365 T-shirts - the reasoning

This blog should be sub-titled: a journal of my life in geek.

I get my geek on with things about which I am geeky: comic books, Baseball, Ultimate, science fiction, my favorite bands, books I have read and loved, and Jungian psychology to name some of the most frequently traversed subjects.

I began this project simply as a way to count my T-shirts. I own a lot of T-shirts. But how many do I have? Do I have 365? We shall find out.

When I started this blog, I thought about how each T-shirt means something to me. I bought it for a reason, after all. I set myself the task to post an entry about a new T-shirt every day as a way to simply write something every day, a warm up for writing fiction, which is my passion. Writing is like exercise. Warm ups are good for exercise. But after completing a month of blogging about T-shirts, I have learned that this blog serves as a journal; it documents my life in geek, sort of a tour of my interests in pop culture. The blog serves as a tool for self-inventory, for assessment and analysis of self and the origins of self, for stepping through the process of individuation in catalogues, lists, and ranks.

The blog also made me aware that I have some serious gaps in my T-shirt ownership, and I am in the process of collecting some new T-shirts for several of the great popular culture icons that I truly love. Stay tuned.

I was also a bit surprised that people checked out my blog and continue to check it, read it, and even comment on it. I am very appreciative of this readership. Please feel free to share your thoughts in my comments section. I will respond.

Also, please note that I have moved the original introductory text to the side bar. And now, I present to you the most recent entry of 365 T-shirts: a journal of my life in geek. Thank you for reading.
(Second Update - 1310.24. First Update - 1306.05 Originally Posted - 1304.25.)

Monday, May 6, 2013

T-shirt #46: Devo: Are We Not Men?

T-shirt #46: Devo: Are We Not Men?


We are violently ill.

Sounded better as the answer to the question. Without using the "hospital we," I should say that "I am violently ill." Really, you do not want details.

I knew something would impede my daily progress and routine eventually. I did not want to take a skip day. Instead this is a placeholder entry that I will fill out and update tomorrow, assuming I feel well enough. I thought being busy or on the road or something else would be what derails my daily regimen. I do not get ill that often, though this is like the second or third time since January, so maybe my assessment is wrong.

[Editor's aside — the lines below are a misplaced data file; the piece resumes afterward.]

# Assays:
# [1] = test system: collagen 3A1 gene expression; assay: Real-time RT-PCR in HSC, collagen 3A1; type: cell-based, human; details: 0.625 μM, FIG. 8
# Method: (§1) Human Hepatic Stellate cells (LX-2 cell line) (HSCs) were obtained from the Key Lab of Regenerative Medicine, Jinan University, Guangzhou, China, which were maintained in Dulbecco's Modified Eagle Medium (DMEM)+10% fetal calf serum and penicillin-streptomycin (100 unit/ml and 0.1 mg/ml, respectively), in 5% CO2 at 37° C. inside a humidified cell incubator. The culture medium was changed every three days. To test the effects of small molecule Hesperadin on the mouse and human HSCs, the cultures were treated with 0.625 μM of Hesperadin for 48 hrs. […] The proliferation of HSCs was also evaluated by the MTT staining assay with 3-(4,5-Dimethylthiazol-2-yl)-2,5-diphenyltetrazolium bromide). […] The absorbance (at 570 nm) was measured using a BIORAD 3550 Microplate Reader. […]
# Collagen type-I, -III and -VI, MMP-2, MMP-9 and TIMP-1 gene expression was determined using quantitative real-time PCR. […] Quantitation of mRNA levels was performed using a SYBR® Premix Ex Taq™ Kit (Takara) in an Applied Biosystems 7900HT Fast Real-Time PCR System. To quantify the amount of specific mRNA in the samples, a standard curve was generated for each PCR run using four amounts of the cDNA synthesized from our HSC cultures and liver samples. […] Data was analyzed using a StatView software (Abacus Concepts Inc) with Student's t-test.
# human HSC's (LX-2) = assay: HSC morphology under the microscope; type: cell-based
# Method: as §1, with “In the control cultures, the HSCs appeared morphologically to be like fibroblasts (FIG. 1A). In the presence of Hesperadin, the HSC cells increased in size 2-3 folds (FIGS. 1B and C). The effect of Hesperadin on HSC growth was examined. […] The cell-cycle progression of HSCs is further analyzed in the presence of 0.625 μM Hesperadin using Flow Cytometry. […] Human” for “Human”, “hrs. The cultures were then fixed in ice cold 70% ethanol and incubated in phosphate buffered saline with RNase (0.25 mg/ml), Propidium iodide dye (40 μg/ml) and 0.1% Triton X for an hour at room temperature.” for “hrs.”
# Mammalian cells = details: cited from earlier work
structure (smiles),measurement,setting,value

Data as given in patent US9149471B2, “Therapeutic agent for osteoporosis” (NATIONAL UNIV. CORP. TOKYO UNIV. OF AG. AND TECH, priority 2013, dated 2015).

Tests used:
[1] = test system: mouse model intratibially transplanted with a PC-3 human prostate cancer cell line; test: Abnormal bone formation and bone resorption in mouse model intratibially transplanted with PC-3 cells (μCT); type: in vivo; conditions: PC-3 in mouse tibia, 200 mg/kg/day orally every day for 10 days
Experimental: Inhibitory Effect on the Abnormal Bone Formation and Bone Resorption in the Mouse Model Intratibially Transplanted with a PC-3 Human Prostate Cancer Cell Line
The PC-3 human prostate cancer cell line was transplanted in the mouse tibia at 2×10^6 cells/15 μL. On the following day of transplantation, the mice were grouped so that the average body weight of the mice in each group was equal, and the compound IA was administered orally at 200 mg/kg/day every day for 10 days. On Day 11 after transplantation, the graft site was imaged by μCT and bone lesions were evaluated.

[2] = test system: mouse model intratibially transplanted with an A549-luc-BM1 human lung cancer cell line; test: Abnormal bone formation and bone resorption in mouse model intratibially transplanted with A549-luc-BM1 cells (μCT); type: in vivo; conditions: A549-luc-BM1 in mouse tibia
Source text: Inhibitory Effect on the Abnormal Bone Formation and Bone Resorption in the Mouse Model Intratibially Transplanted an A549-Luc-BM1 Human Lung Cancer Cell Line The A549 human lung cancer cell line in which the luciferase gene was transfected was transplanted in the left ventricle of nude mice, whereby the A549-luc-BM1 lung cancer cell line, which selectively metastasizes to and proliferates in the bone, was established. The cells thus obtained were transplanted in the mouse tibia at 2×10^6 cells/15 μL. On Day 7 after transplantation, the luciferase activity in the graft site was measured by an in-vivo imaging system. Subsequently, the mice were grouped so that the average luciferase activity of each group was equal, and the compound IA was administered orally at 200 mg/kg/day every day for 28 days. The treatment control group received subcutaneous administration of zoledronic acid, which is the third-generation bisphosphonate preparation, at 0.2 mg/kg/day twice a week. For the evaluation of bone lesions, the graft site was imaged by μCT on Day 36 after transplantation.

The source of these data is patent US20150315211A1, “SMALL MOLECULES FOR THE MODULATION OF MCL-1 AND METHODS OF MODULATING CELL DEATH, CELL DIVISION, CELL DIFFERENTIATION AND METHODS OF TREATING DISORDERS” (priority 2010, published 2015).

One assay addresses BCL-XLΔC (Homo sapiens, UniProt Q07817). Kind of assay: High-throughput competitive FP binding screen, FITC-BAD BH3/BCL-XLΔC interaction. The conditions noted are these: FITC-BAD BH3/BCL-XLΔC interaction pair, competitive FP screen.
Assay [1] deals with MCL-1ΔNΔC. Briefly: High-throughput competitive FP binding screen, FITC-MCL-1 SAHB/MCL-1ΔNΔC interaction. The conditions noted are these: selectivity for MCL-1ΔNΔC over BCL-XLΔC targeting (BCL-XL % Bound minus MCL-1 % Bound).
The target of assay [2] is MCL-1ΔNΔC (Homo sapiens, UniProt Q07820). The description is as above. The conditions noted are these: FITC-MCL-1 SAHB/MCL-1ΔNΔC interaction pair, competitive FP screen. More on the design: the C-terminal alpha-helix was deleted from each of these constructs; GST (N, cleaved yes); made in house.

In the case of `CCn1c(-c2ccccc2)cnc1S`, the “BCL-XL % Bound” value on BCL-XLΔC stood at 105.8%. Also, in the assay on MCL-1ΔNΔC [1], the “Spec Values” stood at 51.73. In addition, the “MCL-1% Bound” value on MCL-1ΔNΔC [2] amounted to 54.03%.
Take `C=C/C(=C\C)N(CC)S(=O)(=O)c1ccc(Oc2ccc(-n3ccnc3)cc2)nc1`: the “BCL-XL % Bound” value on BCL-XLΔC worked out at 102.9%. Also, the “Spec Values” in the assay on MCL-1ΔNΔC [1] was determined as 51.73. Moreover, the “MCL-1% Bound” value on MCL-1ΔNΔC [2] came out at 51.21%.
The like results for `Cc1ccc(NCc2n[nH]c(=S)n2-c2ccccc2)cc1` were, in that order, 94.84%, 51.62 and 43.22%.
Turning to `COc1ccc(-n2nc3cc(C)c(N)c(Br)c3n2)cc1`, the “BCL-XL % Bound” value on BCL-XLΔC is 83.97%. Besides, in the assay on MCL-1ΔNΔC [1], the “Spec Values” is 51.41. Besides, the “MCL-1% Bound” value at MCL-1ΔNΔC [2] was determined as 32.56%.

As you know, I feel that spring means yellow shirts.

When I feel up to it, I will answer the questions that I know interests you all most: why is DEVO not one of my top ten favorite all time bands? But why is DEVO one of the top ten bands/artists I have always wanted to see live and have not.

UPDATED TEXT AS OF 1305.07
I cannot remember exactly when or how I was introduced to DEVO, but it was before 1980's Freedom of Choice and the monster hit "Whip It."



Probably, I must once again trace my DEVO fandom to an introduction to the band by my good friend, Steve Curl (mentioned in T-shirt #45 and T-shirt #32) with whom I shared so many things. DEVO's nerdy aesthetic captivated me immediately. And it should be no surprise that the band's first album was produced by one of my all-time favorite artists: Brian Eno. It is also no surprise that the band's first recording contract came with the aid of David Bowie and Iggy Pop, two of my other all-time favorites. The Wikipedia page described the band's music and stage show as "mingling kitsch science fiction themes, deadpan surrealist humor, and mordantly satirical social commentary" ("Devo," Wikipedia, 2013). The band's own Club DEVO site reports that "Others found DEVO's sound, imagery, and material threatening; Rolling Stone, for example, called the group fascists. But such criticism missed the point: DEVO dramatized conformity, emotional repression, and dehumanization in order to attack them, not to pay tribute to them" ("Devo Bio," Club Devo, 2013). All in all, Devo best embodies a group of bands people called "The New Wave."






Back to the questions. I admit it: I love DEVO. If I love DEVO, then why is the band not in my top ten? What is this top ten I speak of? What are my criteria for the top ten? I considered longevity, adoration, repeat listening, and affect on my outlook of life and general sense of self (a source of credos and mottos) as the main criteria for my favorite all time bands.

This list excludes childhood loves (the Partridge Family, the Osmonds, the Jackson Five), musical artists who are not bands even though they may be backed by a band, and newer bands that I have not loved long enough to consider placing in the top ten. I also do a little doubling up.
Though numbered, the bands are not ranked.

  1. 10,000 Maniacs
  2. Cocteau Twins
  3. The Jam/ Style Council
  4. Spyro Gyra
  5. Steely Dan
  6. Pink Floyd
  7. Everything But The Girl
  8. King Crimson
  9. The Indigo Girls
  10. Talking Heads

As much as I love Devo, they do not make this list. And other bands who I love with a great burning passion, like Joy Division (see T-shirt #35), Kraftwerk (T-shirt #36), and Sigur Rós (T-shirt #12); other great bands do not break the top ten but would be in my top twenty, such as Radiohead, Roxy Music, the Clash, Dead Can Dance, and the Police.

Even though DEVO is not in the top ten favorites, they are in the list of bands or musical artists that I want to see live. A list that also includes bands I cannot see live, such as Pink Floyd, Roxy Music, and the Jam.

At least, I have an opportunity to see DEVO as the band has returned to the stage for limited engagements.

- chris tower - 1305.06 - 17:48 - blech